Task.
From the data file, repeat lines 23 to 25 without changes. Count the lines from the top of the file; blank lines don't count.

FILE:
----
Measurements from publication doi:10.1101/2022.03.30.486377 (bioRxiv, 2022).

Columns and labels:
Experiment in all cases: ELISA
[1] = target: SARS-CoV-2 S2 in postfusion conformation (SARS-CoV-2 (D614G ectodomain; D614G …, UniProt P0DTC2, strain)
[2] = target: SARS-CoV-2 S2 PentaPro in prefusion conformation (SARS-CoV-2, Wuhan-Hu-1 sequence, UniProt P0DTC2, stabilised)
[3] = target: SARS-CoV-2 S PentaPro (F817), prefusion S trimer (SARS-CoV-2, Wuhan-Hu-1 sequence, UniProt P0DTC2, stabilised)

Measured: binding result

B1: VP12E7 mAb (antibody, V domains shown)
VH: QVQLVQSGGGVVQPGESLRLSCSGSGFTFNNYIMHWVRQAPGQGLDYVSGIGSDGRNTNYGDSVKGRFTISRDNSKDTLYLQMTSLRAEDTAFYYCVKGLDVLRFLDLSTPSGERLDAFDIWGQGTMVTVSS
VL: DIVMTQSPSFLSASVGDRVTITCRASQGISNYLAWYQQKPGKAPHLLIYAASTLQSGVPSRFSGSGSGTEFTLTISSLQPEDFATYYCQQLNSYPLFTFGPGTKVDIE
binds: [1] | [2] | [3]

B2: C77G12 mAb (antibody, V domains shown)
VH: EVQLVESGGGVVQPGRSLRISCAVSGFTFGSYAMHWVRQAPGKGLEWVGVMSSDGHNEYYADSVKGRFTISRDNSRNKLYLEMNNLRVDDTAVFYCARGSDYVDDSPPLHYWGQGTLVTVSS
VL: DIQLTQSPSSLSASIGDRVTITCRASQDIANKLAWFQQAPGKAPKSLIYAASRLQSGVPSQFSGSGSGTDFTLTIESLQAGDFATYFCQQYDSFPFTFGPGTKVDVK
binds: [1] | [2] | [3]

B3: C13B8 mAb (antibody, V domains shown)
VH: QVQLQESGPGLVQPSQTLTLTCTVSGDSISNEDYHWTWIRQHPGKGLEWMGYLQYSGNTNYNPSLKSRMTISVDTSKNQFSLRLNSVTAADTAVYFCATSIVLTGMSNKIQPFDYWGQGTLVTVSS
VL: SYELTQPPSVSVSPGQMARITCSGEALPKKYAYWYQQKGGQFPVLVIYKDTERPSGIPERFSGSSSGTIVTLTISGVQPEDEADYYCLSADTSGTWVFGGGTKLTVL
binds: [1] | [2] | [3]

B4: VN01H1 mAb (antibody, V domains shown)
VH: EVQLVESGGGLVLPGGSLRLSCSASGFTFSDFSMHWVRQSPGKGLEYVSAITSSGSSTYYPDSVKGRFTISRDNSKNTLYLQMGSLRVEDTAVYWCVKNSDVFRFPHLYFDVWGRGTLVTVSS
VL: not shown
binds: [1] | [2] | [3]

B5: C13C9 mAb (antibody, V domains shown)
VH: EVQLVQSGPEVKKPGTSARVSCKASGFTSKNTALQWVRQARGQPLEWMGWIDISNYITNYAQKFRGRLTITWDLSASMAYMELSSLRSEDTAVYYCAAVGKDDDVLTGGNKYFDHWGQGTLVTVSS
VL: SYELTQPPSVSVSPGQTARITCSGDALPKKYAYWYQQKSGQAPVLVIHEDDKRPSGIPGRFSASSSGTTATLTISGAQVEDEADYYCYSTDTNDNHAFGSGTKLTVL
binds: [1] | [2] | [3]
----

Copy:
binds: [1] | [2] | [3]

B5: C13C9 mAb (antibody, V domains shown)
VH: EVQLVQSGPEVKKPGTSARVSCKASGFTSKNTALQWVRQARGQPLEWMGWIDISNYITNYAQKFRGRLTITWDLSASMAYMELSSLRSEDTAVYYCAAVGKDDDVLTGGNKYFDHWGQGTLVTVSS